Date of Award
Doctor of Philosophy (PhD)
The Long Division is a novel that applies some conventions and tropes of the noir fiction genre to tell a story from the points of view of five individuals whose fates are interconnected through the narrative. Jodie Larkin is an Atlanta housecleaner who, fed up with her thankless job, hits the road with stolen cash, desperate to reconnect with the son she gave up for adoption. That son is Calvin Nowak, a teenager eager to escape an adoptive family that he feels can never understand him. He and Jodie embark on a runaway quest to discover the source of his pain. Their journey will take them to small town New York, where Calvin’s biological father, Sam Hartwick, is secretly tracking the shooter in a double murder case that will test his reputation and his faith in redemption. That killer is Wynn Johnston, a college student gifted and tortured, who clings to his bright academic prospects while hunted by vengeful criminals, police, and his own demons. He strikes up a desperate relationship with Erika Hartwick, Sam Harwick’s legitimate daughter, just as Sam’s illegitimate son Calvin and one-time lover Jodie arrive in town and instigate a climactic confrontation between all the perspective characters.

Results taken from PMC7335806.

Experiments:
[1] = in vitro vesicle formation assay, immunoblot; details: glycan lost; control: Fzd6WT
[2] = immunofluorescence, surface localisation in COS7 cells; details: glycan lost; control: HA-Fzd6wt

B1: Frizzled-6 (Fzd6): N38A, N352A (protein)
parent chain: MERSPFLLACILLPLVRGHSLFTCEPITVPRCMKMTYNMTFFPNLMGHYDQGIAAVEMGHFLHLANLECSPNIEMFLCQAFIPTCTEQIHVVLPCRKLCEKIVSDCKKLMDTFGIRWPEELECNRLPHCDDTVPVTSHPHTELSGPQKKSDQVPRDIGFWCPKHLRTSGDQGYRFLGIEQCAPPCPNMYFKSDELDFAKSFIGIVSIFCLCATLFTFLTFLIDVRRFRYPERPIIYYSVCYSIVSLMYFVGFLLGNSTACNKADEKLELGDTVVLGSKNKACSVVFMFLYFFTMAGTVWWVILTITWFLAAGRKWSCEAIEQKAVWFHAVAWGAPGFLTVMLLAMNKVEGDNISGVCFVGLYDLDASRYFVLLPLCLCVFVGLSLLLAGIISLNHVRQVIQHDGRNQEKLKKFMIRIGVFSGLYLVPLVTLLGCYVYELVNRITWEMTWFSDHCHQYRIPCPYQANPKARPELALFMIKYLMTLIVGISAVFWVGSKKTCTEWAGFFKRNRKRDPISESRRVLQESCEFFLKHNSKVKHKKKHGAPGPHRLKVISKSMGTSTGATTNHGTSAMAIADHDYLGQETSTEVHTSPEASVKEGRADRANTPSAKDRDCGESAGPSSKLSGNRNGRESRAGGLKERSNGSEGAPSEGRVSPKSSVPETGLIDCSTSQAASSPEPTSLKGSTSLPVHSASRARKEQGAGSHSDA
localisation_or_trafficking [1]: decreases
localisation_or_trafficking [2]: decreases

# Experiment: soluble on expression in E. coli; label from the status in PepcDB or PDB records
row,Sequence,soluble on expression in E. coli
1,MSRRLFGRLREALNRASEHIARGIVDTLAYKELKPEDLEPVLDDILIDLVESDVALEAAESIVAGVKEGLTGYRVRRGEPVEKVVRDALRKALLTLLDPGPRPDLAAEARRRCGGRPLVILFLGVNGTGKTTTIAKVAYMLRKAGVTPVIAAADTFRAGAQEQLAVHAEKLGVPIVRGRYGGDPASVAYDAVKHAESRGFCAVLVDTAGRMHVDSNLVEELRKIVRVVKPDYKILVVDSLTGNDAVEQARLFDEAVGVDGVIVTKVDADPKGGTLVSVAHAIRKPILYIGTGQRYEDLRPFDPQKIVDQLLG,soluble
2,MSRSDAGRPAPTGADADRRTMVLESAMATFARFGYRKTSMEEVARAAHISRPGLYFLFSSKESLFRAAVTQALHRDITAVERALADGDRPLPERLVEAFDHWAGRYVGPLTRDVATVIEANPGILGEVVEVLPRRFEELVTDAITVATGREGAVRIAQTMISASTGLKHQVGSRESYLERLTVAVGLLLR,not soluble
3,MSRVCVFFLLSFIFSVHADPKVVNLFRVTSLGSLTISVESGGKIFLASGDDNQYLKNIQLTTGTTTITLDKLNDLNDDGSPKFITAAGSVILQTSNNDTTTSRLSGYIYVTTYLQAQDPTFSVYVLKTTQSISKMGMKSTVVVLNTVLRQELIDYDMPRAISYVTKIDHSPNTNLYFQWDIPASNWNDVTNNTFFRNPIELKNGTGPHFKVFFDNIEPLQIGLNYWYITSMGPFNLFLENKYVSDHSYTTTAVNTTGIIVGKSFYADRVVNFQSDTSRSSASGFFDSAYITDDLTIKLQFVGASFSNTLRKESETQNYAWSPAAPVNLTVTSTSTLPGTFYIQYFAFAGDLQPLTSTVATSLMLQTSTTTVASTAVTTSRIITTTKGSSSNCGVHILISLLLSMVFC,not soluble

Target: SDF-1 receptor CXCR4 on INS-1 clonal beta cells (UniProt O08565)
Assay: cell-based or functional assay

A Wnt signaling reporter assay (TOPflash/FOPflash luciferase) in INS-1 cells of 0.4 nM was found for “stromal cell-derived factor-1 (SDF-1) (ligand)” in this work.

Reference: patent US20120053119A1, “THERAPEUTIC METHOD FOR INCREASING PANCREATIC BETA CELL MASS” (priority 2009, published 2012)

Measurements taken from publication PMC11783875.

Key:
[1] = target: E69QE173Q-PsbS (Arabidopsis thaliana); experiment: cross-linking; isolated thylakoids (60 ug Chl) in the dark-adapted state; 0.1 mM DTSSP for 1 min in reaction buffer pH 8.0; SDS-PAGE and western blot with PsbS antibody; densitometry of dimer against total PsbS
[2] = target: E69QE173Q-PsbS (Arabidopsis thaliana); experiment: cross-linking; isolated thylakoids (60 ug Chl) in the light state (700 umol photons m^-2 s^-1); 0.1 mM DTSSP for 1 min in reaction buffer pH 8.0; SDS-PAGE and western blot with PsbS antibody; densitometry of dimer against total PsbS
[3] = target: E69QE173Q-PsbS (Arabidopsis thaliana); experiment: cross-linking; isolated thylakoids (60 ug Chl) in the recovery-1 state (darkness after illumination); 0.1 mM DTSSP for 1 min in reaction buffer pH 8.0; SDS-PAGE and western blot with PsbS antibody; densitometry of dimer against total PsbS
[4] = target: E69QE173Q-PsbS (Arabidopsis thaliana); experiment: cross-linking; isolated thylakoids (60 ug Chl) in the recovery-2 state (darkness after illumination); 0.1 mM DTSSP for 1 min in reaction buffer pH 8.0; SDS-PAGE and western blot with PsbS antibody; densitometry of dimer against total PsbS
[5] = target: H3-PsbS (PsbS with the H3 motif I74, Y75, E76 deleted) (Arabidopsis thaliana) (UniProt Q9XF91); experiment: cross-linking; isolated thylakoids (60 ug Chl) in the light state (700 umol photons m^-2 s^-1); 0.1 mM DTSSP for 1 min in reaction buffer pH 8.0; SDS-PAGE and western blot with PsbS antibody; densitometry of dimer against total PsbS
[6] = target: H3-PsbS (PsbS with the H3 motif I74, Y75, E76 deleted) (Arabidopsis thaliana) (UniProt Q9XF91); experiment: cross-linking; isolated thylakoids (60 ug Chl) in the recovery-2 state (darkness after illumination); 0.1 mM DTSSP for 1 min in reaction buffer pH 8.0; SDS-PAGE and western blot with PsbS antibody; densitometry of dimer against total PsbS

The novel explores the value of family and how it can be tested by extreme circumstances, especially in paradoxical or ironic context where family is founded on, or broken apart by, characters flaws that threaten the stability of family itself. Likewise, it explores whether certain family relationships can or should be repaired, and the motives and morality of individuals when they support or subvert family dynamics.
Nikitas, Derek, "The Long Division (a novel)" (2013). English Dissertations. Paper 115.
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